5. Enjoy whatever you enjoy or find something new to enjoy: Get a hobby. There are so many random activities out there to indulge in. It’s not too late to be a magician, plant a garden, cook exotic foods, train your dog to fetch a bone and roll over, paint pictures (even if they are “abstract” in it’s most literal form), do yoga, try to learn a new language, become a specialist in some obscure historical era (I say “specialist” but you can be the least0special at it and still feel good that you know something new as long as you put in the energy and focus to do so), or write a book. The opportunities are absolutely limitless, so find something and do it.
  6. Volunteer: It feels good to help people. It helps you learn how to appreciate what you already have and affords you with a sense of accomplishment. Volunteering exposes you to a sense of unity and compassion, it exposes you to people with a sense of unity and compassion, and it creates love in our world. There are untold numbers of places that need volunteers—this might even mean coming up with your own project such as writing thank-you notes to soldiers or doing random, nice things for the world. Be that person who posts a note in a bathroom that says “You look prettier when you’re smiling,” or pay-it-forward for the person in front of you at the drive-thru food window, or make it a point to smile at every person you see during the course of a day, or help an old woman take groceries to her car and ask her for advice on life (The elderly have great advice and more often than not, too few listeners, so go for it).
  7. Museums: Find one and learn something new. Museums can be exhausting exercises in pseudo-intellectualism when approached the wrong way. There is, however, a place that should interest any and every one so figure out your forte and find it in a museum. There are science museums with crazy, wild interactive displays, history museums with giant extinct animals and dinosaur bones, art museums with the most gorgeous realistic landscapes and out-of-this-world representations of reality, and botanical gardens (okay, not quite a museum but in that family) where you can breathe in the scent of true beauty in an untold number of delicious odors and gorgeous shades of brilliant color. Some or all of those descriptions may have sounded terribly dull when you really thought about them, but I think the true joy of museum is unleashed when the imagination gets involved and you can turn museum-going into ways to recreate your reality as it could be in some other galactic dimension. Give it a try!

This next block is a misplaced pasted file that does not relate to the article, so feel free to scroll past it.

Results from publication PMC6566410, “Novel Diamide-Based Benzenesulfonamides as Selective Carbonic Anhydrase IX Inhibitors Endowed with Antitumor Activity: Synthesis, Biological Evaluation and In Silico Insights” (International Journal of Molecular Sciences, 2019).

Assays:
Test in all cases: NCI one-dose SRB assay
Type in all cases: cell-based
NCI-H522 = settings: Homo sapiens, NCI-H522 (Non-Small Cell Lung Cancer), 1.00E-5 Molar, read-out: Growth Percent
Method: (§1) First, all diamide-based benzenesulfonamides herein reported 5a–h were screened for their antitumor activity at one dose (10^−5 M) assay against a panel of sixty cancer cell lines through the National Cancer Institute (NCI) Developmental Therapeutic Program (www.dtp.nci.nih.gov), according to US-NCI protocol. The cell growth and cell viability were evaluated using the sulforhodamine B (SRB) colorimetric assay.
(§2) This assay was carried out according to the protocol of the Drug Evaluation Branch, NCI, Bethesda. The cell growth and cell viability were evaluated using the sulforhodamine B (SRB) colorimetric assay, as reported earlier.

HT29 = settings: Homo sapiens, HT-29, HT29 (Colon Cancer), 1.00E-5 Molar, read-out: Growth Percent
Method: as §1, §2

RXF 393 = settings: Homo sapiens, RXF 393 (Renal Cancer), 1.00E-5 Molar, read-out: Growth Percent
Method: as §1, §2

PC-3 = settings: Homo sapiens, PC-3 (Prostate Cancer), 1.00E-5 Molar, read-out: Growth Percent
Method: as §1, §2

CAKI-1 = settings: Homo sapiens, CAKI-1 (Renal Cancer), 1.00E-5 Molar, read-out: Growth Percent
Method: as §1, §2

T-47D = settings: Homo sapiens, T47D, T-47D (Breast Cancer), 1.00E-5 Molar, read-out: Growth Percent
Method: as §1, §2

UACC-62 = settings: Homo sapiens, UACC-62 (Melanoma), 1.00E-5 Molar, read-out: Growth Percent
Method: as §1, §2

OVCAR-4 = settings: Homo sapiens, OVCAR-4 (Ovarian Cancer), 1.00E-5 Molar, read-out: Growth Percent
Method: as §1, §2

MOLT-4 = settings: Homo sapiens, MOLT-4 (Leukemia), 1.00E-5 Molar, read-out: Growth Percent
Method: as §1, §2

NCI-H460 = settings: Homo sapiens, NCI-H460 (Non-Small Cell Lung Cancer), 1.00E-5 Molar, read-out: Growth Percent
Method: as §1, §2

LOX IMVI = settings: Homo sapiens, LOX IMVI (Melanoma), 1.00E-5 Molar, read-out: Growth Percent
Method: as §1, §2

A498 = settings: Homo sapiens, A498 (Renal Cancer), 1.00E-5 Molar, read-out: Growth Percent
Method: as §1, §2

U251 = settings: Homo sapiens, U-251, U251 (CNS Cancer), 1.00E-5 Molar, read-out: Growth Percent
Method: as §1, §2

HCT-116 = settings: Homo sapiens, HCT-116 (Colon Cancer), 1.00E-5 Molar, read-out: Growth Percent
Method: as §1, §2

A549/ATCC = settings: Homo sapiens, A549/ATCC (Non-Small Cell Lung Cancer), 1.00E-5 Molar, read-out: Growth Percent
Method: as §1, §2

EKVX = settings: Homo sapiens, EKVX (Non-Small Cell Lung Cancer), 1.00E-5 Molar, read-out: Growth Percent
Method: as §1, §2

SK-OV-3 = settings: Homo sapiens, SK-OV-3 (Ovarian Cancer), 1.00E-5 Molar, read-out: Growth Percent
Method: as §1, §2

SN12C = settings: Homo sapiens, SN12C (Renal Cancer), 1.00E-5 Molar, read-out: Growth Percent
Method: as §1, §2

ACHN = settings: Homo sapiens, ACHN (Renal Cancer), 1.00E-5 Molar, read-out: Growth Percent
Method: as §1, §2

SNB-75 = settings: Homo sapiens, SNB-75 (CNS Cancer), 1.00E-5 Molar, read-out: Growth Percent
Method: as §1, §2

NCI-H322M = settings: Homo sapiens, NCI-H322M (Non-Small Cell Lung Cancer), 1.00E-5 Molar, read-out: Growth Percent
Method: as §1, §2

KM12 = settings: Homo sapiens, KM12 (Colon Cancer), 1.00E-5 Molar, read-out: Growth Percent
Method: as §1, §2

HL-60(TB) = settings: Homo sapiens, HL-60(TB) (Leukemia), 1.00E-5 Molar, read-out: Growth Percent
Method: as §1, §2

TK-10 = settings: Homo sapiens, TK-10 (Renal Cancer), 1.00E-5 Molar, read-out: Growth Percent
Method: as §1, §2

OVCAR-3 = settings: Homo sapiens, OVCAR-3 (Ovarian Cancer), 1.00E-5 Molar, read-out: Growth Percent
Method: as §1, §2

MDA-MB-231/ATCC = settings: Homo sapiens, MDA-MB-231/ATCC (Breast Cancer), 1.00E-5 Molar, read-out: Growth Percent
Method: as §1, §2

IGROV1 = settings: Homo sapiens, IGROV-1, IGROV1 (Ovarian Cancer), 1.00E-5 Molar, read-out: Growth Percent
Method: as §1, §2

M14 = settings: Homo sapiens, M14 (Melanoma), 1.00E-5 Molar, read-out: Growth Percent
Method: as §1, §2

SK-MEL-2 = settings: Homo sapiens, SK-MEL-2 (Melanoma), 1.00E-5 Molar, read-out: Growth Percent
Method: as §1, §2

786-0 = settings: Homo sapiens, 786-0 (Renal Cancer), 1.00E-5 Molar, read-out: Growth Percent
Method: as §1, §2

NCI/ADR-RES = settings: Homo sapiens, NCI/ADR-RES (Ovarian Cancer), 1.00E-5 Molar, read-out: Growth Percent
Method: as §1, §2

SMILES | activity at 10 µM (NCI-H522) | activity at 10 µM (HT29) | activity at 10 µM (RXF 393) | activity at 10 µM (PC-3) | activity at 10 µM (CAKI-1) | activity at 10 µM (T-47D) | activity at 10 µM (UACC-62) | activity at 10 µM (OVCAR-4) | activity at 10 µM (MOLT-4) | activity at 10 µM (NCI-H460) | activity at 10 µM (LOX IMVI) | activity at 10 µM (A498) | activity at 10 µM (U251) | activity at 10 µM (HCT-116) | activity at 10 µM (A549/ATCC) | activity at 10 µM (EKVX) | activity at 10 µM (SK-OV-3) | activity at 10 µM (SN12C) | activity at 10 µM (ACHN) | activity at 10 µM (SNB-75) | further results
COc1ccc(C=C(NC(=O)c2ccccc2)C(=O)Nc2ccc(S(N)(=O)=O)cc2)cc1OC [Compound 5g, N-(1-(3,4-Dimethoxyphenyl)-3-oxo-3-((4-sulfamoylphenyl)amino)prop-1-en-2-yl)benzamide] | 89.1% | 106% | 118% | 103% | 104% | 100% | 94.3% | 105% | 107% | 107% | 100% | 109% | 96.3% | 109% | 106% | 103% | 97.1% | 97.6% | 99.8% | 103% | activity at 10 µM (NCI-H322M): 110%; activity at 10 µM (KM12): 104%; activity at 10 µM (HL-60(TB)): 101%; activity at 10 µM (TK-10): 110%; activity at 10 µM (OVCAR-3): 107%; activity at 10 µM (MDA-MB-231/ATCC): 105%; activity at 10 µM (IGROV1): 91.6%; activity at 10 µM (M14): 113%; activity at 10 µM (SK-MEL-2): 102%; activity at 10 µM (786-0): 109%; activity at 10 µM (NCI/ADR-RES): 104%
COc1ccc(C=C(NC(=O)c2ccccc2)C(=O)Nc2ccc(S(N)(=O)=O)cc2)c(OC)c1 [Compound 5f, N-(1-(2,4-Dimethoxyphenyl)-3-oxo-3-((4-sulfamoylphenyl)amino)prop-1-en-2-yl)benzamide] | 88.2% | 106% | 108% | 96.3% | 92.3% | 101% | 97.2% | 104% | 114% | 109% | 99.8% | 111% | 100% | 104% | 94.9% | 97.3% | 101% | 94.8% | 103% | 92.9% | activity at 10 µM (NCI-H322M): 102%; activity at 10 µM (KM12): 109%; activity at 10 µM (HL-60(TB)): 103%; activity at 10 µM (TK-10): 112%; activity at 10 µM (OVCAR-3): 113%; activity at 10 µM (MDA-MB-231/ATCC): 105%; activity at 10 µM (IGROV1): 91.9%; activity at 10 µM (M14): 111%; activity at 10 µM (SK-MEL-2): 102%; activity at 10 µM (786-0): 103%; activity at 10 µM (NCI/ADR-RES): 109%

8. Study. Or apply for jobs. Or answer your emails. Or call that person back. Or 
send that thank-you note. Or contact that employer from two years ago. Whatever it is that you’ve been postponing or procrastinating from doing even though you know that you need to do—do it. You will feel better. At the very least, devote twenty minutes to doing such tasks every day. Make a to-do list and check off items as you complete them. You will feel more positively and after a while, it becomes less of a drag and more so, a chance to snag the mini-successes that may set you up for greater successes in the future.

It’s totally normal to get the blues, especially when we are home for the summer, but that doesn’t mean you have to wallow in that mindset. Be proactive and enjoy life, and acknowledge that there is nothing wrong with you for taking things for granted—as long as you stop taking things for granted. It’s necessary to force yourself out of your comfort zones at home to get out there and into the world. The most tempting thing when we feel bored is to stay on our butts and keep being bored! But don’t; you owe it to yourself to make the most of your summer. Good luck.

 

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Senior > English > University of Maryland